Security forces and Islamist protesters clashed around the country Sunday, leaving 51 killed, as a national holiday celebrating the military turned to mayhem. Crowds from Egypt’s two rival camps — supporters of the ousted Islamist president, Mohammed Morsi, and backers of the military that deposed him — poured into the streets and turned on each other.
Several neighborhoods of the capital, Cairo, resembled combat zones after street battles that raged for hours. Morsi supporters fired birdshot and threw firebombs at police who responded with gunshots and tear gas. Streets were left strewn with debris, and the air was thick with tear gas and smoke from burning fires, as the crack of gunfire rang out.
A photographer saw nine bodies lying on the floor of a clinic in the Cairo district of Dokki, scene of some of the heaviest clashes. Most of the bodies had gunshot wounds to the head or chest.
Sunday’s death toll of 51 was the highest on a single day since Aug. 14 when security forces raided two sit-in protest camps by Morsi supporters, killing hundreds.
Even as fighting continued in the streets, the military went ahead with lavish celebrations for the holiday marking the 40th anniversary of the start of the 1973 Mideast war with Israel.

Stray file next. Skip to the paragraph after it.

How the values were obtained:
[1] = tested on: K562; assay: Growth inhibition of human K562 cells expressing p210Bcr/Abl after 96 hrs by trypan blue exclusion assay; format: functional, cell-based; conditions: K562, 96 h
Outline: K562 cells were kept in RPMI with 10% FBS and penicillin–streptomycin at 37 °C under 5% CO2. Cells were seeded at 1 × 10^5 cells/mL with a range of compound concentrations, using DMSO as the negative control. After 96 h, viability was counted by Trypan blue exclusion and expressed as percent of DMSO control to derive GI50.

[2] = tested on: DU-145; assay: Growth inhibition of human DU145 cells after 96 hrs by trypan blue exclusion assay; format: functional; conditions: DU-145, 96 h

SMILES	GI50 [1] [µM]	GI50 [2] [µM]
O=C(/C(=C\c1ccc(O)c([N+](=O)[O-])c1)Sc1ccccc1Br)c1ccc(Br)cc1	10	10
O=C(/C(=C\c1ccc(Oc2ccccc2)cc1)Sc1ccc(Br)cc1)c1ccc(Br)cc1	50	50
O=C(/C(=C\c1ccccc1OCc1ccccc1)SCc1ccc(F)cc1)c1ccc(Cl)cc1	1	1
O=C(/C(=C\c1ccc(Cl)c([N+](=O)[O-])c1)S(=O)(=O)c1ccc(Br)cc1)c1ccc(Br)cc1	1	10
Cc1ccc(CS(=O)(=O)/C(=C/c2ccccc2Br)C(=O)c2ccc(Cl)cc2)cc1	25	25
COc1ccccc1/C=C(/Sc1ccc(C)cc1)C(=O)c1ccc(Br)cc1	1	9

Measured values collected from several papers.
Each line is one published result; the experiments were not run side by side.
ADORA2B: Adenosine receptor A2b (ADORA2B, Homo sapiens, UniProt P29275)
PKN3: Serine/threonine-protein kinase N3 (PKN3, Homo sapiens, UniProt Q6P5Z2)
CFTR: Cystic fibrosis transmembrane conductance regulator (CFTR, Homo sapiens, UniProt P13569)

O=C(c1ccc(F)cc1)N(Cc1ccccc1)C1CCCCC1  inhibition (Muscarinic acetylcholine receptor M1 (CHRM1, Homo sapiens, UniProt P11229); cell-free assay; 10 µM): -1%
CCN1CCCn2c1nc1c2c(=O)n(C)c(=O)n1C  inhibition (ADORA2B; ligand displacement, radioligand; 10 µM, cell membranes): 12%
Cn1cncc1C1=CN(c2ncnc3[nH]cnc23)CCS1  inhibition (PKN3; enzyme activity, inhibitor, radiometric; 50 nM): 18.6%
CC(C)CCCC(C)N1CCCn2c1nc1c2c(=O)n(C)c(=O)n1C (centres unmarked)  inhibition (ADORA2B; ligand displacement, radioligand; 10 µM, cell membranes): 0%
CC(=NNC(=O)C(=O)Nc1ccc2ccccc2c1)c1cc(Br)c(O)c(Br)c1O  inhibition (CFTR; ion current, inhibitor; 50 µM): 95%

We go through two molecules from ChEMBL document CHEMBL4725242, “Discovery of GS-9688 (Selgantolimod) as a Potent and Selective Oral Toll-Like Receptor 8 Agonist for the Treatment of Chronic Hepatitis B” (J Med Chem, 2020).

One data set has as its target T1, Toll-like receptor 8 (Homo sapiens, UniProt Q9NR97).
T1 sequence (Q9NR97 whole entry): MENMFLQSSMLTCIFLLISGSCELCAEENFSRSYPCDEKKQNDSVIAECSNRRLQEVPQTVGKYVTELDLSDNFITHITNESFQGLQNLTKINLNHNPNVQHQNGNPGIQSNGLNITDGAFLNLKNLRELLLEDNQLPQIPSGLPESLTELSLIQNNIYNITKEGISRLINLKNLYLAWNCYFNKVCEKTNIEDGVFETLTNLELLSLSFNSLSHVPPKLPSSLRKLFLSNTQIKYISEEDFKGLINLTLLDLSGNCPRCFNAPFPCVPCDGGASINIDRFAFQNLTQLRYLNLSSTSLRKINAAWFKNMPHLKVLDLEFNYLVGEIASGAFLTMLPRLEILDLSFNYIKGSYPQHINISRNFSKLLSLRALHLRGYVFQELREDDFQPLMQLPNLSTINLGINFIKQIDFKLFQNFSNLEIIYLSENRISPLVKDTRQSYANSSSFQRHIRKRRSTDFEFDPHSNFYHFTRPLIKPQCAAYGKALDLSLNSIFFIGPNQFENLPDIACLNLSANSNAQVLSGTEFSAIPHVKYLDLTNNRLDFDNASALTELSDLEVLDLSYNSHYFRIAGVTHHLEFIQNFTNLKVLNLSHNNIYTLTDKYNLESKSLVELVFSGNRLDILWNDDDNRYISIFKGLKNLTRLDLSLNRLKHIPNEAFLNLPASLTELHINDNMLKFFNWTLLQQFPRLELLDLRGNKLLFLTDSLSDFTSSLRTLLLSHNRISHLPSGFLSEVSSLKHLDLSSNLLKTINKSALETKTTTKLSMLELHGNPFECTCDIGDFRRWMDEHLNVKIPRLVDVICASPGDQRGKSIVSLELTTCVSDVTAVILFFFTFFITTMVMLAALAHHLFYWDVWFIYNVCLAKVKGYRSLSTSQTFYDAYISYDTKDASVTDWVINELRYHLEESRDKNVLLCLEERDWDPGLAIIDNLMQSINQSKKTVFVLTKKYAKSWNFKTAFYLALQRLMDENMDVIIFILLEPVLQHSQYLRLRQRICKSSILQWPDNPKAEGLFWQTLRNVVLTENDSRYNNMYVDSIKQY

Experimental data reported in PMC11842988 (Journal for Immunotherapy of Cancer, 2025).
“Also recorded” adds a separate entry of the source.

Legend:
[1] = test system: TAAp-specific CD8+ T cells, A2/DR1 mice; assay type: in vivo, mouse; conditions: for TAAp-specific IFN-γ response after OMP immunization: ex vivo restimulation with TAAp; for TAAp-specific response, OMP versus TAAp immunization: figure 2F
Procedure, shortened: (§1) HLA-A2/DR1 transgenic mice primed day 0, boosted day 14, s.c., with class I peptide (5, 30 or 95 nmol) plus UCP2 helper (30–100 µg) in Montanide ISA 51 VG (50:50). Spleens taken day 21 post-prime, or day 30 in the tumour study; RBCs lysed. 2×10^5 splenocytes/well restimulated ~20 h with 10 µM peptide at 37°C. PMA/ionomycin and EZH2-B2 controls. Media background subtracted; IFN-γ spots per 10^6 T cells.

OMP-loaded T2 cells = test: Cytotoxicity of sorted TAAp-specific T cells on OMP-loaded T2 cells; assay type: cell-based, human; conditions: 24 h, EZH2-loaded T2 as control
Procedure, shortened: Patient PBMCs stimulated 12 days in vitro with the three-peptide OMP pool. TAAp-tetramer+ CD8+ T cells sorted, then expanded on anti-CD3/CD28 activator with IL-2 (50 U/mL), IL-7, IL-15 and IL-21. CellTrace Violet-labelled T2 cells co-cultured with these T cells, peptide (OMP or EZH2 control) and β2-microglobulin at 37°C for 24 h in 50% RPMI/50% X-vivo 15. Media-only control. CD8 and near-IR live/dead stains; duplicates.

In the evening, a concert was aired live on state TV from a military-run Cairo stadium where pop stars from Egypt, Lebanon and the Gulf sang anthems to the army and dancers twirled on stage before a cheering crowd. Military chief Gen. Abdel-Fattah el-Sissi, other top brass and interim President Adly Mansour attended the show.
“There are those who think the military can be broken,” el-Sissi said in an address at the concert. “You see the Pyramids? The military is like the pyramids, because the Egyptian people are on its side.”
The clashes were the latest chapter in the turmoil roiling the country since the ouster in February 2011 of autocrat Hosni Mubarak.
Sunday’s holiday was an opportunity for Egypt’s leaders to further fan the pro-military fervor sweeping the country since the coup. But the holiday was also a chance for Morsi’s Muslim Brotherhood and its Islamist allies to show that they are surviving a fierce crackdown that has jailed more than 2,000 from their ranks since the coup.
Thousands of their backers held marches in various parts of Cairo, while at the same time crowds in support of the military took to the streets. In some cases, the two sides set upon each other, pelting each other with rocks and firebombs.
The Health Ministry reported 51 people killed nationwide, with at least 40 of them in Cairo, and more than 240 injured. The Interior Ministry, which is in charge of the police, said 423 Morsi supporters were detained across the nation.
The scene of Sunday’s fighting in Cairo contrasted sharply with a carnival-like mood in the city’s central Tahrir Square.
Soldiers barricaded entrances to central Tahrir Square with barbed wire and armored personnel vehicles to guard it against possible attempts by Morsi supporters to enter the plaza. Metal detectors were installed at the entrances and demonstrators pouring into the square were searched by troops. Army helicopters flew low over the square, with Egypt’s red, white and black flag trailing. Some two dozen F-16 jet-fighters staged a celebratory flight over Cairo in late morning, ushering in the commemoration of the 1973 war.